New MTS Chief Sharon Cooney: Safety ‘Underlies Everything We Do’
Monday, August 3, 2020
Photo by Andrew Bowen
San Diego's Metropolitan Transit System lost its CEO, Paul Jablonski, in May after he suffered a sudden heart attack. Within days the agency's board of directors unanimously appointed Sharon Cooney to replace him.
Cooney has worked at MTS for 15 years, most recently serving as deputy CEO, and she is the first woman to lead the agency. KPBS spoke with her about her priorities as she leads MTS through the COVID-19 pandemic and tackles new projects and initiatives to improve transit service.
Q: You took the helm at MTS in a time of real crisis. The COVID-19 pandemic has hurt your ridership. It's hurt your finances. What are your priorities as you try to navigate this really difficult time?
A: It's been a challenge. But you know it's been great being part of such a great team at MTS. We get through it together. I think my highest priority is to continue with the excellent level of service that we've provided pre-COVID, to make sure that we continue to be the best transit agency, to continue to reach all of the goals for things like ridership as people come back to work, make sure that we have a really great on-time performance. All of the things that matter to people when they're choosing transit for their commute and their daily lives — that's my highest priority.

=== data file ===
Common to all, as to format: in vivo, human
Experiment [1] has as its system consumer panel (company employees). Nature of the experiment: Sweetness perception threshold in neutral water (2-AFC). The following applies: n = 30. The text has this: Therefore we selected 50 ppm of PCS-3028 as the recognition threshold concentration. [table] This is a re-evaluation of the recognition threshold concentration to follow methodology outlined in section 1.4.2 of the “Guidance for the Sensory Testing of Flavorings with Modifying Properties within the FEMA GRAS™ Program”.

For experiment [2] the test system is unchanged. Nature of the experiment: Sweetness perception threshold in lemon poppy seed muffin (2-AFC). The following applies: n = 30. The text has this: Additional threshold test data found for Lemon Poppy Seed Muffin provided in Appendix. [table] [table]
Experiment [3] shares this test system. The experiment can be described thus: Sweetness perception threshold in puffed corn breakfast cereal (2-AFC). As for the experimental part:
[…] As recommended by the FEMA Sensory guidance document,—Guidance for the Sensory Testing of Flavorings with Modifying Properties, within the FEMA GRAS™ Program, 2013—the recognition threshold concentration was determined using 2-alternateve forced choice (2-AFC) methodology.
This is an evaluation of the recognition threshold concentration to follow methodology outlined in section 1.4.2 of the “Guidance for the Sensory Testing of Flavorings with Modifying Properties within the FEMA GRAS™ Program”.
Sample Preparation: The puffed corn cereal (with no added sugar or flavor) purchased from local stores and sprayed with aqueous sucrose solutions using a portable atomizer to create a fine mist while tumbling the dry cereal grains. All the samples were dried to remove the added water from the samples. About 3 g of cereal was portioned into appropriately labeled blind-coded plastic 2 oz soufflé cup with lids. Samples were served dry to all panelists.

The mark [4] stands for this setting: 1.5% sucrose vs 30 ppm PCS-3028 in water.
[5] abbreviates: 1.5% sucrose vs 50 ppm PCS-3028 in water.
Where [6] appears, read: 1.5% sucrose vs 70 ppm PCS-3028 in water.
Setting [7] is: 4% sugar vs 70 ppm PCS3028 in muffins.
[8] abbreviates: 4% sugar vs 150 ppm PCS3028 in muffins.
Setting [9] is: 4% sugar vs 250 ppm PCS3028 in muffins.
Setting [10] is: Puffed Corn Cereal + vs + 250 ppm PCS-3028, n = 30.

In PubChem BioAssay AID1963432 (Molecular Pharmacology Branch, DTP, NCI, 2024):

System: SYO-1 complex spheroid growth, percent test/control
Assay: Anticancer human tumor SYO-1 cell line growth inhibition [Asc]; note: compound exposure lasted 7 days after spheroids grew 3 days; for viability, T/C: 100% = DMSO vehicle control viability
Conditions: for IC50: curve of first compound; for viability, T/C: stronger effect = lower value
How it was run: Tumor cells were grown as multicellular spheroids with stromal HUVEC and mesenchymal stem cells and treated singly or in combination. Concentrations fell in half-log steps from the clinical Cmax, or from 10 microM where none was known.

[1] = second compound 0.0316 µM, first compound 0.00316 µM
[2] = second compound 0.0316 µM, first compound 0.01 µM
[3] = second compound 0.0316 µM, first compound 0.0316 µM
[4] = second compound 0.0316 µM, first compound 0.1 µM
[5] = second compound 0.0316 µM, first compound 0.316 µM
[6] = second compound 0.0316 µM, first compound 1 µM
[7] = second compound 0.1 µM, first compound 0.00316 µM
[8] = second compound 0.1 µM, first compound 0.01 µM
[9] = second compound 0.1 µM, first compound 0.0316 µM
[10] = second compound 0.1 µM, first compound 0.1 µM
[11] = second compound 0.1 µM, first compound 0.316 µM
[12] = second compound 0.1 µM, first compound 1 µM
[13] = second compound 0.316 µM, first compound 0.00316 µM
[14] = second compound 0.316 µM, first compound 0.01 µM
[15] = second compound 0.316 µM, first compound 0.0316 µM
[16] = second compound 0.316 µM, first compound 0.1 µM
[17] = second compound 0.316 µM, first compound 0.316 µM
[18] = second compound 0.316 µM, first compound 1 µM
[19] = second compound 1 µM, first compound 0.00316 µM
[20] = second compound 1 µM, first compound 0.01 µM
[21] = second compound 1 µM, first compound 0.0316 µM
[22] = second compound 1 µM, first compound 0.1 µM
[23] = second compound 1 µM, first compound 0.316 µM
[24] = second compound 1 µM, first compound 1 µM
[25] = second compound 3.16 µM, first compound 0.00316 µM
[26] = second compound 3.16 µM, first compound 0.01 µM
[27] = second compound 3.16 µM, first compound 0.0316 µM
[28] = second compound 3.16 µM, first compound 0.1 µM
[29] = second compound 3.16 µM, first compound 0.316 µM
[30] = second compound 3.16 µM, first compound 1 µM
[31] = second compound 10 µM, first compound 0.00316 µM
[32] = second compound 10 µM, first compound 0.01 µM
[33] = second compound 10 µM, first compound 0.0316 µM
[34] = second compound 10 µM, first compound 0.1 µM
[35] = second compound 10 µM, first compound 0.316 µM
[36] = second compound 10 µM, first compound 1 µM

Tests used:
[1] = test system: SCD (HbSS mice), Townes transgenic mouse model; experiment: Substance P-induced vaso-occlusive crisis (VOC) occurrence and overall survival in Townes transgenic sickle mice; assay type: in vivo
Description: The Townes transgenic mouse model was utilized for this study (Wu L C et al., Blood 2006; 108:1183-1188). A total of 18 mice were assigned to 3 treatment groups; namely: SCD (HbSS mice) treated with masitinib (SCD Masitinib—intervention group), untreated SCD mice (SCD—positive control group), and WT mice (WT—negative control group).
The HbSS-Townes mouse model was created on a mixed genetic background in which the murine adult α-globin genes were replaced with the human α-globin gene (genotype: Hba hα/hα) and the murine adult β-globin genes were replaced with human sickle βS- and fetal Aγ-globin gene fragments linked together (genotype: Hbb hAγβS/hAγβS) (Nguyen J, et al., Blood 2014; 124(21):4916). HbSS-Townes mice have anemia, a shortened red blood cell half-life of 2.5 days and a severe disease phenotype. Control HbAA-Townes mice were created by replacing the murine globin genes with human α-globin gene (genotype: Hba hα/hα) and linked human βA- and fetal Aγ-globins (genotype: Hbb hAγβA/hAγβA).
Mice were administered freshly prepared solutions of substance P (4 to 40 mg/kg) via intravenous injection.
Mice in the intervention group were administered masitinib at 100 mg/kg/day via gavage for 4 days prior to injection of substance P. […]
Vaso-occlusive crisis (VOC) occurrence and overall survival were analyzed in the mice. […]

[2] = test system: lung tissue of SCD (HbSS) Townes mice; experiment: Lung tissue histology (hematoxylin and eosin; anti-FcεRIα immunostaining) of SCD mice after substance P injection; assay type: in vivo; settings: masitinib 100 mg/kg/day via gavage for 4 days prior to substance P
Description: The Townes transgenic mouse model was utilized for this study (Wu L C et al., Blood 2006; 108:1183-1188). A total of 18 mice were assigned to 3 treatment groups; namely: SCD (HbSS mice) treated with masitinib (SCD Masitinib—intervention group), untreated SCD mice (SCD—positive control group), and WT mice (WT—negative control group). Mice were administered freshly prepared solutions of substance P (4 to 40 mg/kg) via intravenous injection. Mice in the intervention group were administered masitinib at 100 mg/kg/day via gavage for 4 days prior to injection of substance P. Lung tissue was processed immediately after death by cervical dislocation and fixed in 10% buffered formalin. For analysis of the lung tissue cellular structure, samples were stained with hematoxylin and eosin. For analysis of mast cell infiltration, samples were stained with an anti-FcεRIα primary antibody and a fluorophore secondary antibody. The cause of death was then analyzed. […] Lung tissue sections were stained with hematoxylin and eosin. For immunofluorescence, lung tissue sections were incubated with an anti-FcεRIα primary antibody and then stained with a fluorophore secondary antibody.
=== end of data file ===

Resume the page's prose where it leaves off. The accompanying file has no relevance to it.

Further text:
And we have some really exciting projects coming up this year. Over the next 24 months, we're going to be finishing up with the Mid-Coast Trolley opening in November of 2021. That's really exciting. And we're really doing everything already, buying the vehicles and training up staff so that we'll be ready to open when it's handed to us. We also are working on our new fare collection system, which is really a great opportunity for us to add amenities for our customers and to really come into a more modern … fare collection system.